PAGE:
‘Matters are becoming so bad between us and the Spaniards that I think it necessary to draw your attention seriously to the subject. You will have seen the libels about San Sebastian, which I know were written and published by an officer of the war department, and I believe under the direction of the minister at war Don Juan O’Donoju. Advantage has been taken of the impression made by these libels to circulate others in which the old stories are repeated about the outrages committed by Sir John Moore’s army in Gallicia; and endeavours are made to irritate the public mind about our still keeping garrisons in Cadiz and Carthagena, and particularly in Ceuta. They exaggerate the conduct of our traders in South America, and every little concern of a master of a ship, who behaves ill in a Spanish port, is represented as an attack upon the sovereignty of the Spanish nation. I believe these libels all proceed from the same source, the government and their immediate servants and officers; and although I have no reason to believe that they have as yet made any impression on the nation at large they certainly have upon the officers of the government, and even upon the principal officers of the army. These persons must see that if the libels are not written or encouraged by the government they are at least not discouraged; they know that we are odious to the government and they treat us accordingly. The Spanish troops plunder everything they approach, neither their own nor our magazines are sacred. Until recently there was some semblance of inquiry and of a desire to punish offenders, lately these acts of disorder have been left entirely unnoticed; unless when I have interfered with my authority as commander-in-chief of the Spanish army. The civil magistrates in the country have not only refused us assistance but have particularly ordered the inhabitants not to give it for payment; and when robberies have been discovered and the property proved to belong to the commissariat the law has been violated and possession withheld. This was the case lately at Tolosa.

‘Then what is more extraordinary and more difficult to understand, is a transaction which occurred lately at Fuenterabia. It was settled that the British and Portuguese hospitals should go to that town. There is a building there which has been a Spanish hospital; the Spanish authority who gave it over wanted to carry it off, in order to burn as fire-wood, the beds, that our soldiers might not have the use of them; and these are people to whom we have given medicines instruments and other aids, who when wounded and sick we have taken into our hospitals, and to whom we have rendered every service in our power after having recovered their country from the enemy! These are not the people of Spain but the officers of government, who would not dare to conduct themselves in this manner if they did not know that their conduct was agreeable to their employers. If this spirit is not checked, if we do not show that we are sensible of the injury done to our characters, and of the injustice and unfriendly nature of such proceedings, we must expect that the people at large will soon behave towards us in the same manner and we shall have no friend, or none who will dare to avow himself as such in Spain. Consider what will be the consequence of this state of affairs if any reverse should happen, or if an aggravation of the insults and injuries or any other cause should cause the English army to be withdrawn. I think I should experience great difficulty, the Spanish people being hostile, in retiring through Spain into Portugal from the peculiar nature of our equipments; and I think I might be able to embark the army at Passages in spite of all the French and Spanish armies united. But I should be much more certain of getting clear off as we ought if we had possession of San Sebastian; and this view of the subject is the motive for the advice I am about to give you as the remedy for the evils with which I have made you acquainted.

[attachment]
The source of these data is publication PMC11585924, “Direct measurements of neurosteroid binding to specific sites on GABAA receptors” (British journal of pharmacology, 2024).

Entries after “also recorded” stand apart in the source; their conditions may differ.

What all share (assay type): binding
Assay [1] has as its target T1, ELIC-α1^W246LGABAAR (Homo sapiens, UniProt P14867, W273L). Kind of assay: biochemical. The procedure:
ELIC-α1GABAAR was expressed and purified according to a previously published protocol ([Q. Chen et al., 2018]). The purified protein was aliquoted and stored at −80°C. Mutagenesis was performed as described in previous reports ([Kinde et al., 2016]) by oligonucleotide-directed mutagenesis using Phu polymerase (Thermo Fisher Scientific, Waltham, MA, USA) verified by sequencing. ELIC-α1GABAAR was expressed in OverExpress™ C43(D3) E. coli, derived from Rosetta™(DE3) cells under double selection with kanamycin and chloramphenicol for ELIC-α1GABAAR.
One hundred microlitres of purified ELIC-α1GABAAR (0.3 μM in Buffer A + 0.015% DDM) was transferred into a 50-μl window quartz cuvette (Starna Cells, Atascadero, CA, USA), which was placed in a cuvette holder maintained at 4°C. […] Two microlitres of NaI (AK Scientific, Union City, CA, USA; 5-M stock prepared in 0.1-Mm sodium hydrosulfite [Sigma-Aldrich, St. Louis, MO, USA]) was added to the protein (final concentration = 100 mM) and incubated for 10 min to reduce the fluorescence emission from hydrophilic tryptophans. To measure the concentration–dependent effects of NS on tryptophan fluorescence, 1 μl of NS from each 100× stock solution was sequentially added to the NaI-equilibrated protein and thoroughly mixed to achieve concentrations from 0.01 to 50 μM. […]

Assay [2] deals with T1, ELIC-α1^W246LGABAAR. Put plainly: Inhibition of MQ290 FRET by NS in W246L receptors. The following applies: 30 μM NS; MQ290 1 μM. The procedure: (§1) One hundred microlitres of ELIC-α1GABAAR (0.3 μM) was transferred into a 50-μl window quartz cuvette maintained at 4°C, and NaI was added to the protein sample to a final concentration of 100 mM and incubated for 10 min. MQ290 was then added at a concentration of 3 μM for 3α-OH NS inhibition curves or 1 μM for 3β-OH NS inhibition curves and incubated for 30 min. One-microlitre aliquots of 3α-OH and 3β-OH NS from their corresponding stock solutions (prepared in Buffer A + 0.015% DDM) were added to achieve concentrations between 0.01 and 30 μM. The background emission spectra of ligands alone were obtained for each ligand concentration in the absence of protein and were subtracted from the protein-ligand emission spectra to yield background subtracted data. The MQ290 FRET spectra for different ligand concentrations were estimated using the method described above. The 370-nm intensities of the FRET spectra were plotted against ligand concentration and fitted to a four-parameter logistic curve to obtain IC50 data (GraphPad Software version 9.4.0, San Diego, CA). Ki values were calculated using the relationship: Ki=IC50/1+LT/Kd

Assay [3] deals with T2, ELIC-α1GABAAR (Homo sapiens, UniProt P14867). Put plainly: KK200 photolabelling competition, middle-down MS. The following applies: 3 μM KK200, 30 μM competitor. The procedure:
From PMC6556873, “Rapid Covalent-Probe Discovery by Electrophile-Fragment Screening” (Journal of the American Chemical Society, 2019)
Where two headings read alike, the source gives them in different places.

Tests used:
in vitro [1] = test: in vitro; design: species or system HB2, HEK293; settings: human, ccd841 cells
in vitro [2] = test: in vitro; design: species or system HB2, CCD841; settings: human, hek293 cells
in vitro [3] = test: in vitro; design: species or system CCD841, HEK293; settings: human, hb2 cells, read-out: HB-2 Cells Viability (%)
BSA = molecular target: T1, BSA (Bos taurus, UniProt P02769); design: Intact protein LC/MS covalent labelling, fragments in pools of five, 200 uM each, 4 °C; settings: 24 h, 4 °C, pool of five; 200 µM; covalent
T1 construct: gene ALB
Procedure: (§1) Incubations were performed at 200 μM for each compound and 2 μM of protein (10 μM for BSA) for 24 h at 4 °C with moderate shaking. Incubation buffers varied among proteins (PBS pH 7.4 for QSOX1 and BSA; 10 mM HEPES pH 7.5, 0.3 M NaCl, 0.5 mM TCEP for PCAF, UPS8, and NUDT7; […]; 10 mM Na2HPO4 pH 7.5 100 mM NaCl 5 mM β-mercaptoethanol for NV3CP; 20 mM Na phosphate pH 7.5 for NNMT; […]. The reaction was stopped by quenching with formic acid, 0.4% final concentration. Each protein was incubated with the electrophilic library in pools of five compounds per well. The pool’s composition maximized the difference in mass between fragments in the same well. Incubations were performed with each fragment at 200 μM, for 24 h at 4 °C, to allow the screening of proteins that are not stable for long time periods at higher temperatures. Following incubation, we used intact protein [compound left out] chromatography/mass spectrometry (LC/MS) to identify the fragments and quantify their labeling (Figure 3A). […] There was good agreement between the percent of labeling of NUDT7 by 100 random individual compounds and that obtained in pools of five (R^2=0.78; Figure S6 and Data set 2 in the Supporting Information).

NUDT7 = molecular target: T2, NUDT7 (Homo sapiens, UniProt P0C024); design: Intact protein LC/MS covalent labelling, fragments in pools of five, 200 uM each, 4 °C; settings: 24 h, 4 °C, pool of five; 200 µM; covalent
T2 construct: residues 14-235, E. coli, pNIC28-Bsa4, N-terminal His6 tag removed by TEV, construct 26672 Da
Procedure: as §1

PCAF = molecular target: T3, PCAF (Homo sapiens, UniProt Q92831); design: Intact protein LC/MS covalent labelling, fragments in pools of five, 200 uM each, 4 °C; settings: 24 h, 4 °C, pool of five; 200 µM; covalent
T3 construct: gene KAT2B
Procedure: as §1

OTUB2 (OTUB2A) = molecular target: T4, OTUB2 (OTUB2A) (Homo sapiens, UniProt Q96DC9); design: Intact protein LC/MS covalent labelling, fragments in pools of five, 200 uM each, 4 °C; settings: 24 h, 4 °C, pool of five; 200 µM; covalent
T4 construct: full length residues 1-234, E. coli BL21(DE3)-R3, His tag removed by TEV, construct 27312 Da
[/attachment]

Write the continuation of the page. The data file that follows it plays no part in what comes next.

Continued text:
‘First then I recommend to you to alter the nature of your political relations with Spain and to have nothing there but a chargé-d’affaires. Secondly, to complain seriously of the conduct of the government and their servants, to remind them that Cadiz, Carthagena, and I believe, Ceuta, were garrisoned by British troops at their earnest request, and that the troops were not sent to the two former till the government agreed to certain conditions. If we had not garrisoned the last it would before now have fallen into the hands of the Moors. Thirdly to demand, as security for the safety of the king’s troops against the criminal disposition of the government and of those in authority under them, that a British garrison should be admitted into San Sebastian, giving notice that unless this demand was complied with the troops should be withdrawn. Fourthly, to withdraw the troops if this demand be not complied with, be the consequences what they may, and to be prepared accordingly. You may rely upon this, that if you take a firm decided line and show your determination to go through with it, you will have the Spanish nation with you, and will bring the government to their senses; and you will put an end at once to all the petty cabals and counter-action existing at the present moment, and you will not be under the necessity of bringing matters to extremities; if you take any other than a decided line and one which in its consequences will involve them in ruin you may depend upon it you will gain nothing and will only make matters worse. I recommend these measures whatever may be the decision respecting my command of the army. They are probably the more necessary if I should keep my command. The truth is that a crisis is approaching in our connexion with Spain, and if you do not bring the government and nation to their senses before they go too far, you will inevitably lose all the advantages which you might expect from services rendered to them.’